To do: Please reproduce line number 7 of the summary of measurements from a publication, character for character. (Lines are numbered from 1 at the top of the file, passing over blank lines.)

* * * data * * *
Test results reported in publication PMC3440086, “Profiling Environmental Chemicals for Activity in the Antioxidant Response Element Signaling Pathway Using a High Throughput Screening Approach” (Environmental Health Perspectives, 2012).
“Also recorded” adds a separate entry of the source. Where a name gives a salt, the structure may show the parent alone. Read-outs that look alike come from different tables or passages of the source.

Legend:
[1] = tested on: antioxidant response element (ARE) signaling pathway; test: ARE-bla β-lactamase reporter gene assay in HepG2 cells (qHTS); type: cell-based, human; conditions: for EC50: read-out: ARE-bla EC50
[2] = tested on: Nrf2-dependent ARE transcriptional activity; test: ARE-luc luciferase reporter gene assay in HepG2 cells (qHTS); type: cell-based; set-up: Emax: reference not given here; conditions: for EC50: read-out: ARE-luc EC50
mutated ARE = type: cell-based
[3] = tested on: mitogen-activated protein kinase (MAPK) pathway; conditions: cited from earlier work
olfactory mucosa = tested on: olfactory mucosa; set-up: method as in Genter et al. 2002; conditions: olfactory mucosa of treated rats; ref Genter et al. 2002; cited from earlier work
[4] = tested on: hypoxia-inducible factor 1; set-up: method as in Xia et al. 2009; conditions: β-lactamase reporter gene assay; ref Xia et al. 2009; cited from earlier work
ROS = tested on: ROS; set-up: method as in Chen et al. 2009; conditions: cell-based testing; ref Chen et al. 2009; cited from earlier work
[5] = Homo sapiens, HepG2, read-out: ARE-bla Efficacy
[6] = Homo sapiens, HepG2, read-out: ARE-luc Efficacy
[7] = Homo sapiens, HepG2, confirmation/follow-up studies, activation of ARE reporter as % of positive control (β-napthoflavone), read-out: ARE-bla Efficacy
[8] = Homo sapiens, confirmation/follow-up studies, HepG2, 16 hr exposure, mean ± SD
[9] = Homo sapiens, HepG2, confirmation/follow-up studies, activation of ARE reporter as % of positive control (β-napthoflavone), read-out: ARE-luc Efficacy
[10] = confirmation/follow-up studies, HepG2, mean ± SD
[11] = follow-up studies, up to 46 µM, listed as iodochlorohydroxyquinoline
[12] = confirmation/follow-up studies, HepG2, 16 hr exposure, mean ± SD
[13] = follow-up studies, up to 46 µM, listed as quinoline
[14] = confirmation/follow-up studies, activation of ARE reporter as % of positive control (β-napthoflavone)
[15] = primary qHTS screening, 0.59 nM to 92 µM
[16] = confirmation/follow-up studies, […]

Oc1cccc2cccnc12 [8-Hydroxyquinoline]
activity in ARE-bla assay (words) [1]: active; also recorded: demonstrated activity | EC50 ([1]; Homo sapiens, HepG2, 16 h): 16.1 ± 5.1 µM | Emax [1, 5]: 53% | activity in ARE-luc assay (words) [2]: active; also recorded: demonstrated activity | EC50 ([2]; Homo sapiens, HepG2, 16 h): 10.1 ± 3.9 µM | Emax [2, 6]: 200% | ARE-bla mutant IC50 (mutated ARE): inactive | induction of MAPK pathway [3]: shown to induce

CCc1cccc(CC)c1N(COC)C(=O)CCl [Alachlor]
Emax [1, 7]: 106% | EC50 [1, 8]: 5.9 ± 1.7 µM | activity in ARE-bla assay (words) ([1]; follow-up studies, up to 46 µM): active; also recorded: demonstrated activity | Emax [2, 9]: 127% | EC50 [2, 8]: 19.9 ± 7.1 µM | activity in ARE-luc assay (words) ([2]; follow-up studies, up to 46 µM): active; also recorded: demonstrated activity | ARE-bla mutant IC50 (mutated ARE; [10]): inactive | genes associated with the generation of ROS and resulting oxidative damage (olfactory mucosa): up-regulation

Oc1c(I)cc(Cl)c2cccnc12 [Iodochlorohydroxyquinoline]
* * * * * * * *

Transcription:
[3] = tested on: mitogen-activated protein kinase (MAPK) pathway; conditions: cited from earlier work